A United Airlines Boeing 777-200 that had just taken off from Maui Airport in Hawaii bound for San Francisco last December plunged 1,425 feet in just a few seconds and came within 748 feet of hitting the Pacific Ocean because the First Officer misheard instructions given to him by the Captain an NTSB investigation has concluded.
Following the horrifying incident, United Airlines didn’t bother to report the event but the National Transportation Safety Board (NTSB) decided to open its own investigation after learning of the circumstances some two months later.
By this point, data from the cockpit voice recorder and flight data recorder had already been wiped, but the NTSB was able to piece together what happened after the Captain and First Officer agreed to provide interviews to investigators.
It turns out that the terrifying incident unfolded after the First Officer misheard just one word in a set of instructions given by the Captain.
The instruction related to the settings of the flaps – panels that extend from the wings of an airplane and help increase the lift generated by the wings, allowing a plane to take off and land at slower speeds.
On takeoff from Maui, the Captain had set the flaps to a setting of 20 but during the climb, the airplane started shaking because of turbulence in the air, causing the speed of the plane to go up and down.
The Captain, who had more than 19,600 hours of flying experience at the time of the incident on December 18, 2022, asked the First Officer to adjust the flap setting to 5 in order to make the aircraft more streamlined.
But the First Officer told investigators he mistakenly thought the Captain had asked for the flaps to be set to setting 15. This caused the speed of the plane to go up too quickly and at this point, the Captain started to figure out what was going on and again asked the co-pilot to adjust the flap setting to 5.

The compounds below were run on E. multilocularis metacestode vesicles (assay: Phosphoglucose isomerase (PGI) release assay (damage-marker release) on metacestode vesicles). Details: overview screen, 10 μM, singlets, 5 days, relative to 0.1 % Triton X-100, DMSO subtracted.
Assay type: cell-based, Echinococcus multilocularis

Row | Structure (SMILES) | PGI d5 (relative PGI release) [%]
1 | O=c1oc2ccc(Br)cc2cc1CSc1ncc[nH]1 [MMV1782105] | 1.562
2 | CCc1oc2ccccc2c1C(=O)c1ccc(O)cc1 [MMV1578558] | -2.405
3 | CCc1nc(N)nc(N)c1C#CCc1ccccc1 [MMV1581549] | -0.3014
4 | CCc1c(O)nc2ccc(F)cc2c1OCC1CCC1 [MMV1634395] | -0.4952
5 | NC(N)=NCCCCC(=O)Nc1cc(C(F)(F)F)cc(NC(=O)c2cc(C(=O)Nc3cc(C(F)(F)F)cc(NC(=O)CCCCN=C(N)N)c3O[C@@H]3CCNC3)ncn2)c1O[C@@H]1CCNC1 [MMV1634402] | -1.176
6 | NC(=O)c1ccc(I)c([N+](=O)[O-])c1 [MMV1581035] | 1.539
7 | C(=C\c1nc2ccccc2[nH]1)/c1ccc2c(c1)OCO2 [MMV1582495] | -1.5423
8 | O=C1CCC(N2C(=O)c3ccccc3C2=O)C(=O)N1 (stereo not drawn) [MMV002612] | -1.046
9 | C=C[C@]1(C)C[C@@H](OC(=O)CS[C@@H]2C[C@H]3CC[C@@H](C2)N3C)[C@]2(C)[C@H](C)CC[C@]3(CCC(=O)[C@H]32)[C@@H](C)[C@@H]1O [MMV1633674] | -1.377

On this occasion, the First Officer heard the Captain’s correct command and set the flap setting accordingly.
Following the incident, United Airlines aid it closely coordinated with the Federal Aviation Administration (FAA) and the ALPA pilots union, and this resulted in both pilots receiving additional training.
A spokesperson for the airline said: “Safety remains our highest priority”.
The NTSB has confirmed that none of the 281 passengers and crew onboard United flight UA1722 were injured and the aircraft was not damaged. The whole incident was over in only 45 seconds.
Mateusz Maszczynski honed his skills as an international flight attendant at the most prominent airline in the Middle East and has been flying throughout the COVID-19 pandemic for a well-known European airline. Matt is passionate about the aviation industry and has become an expert in passenger experience and human-centric stories. Always keeping an ear close to the ground, Matt's industry insights, analysis and news coverage is frequently relied upon by some of the biggest names in journalism.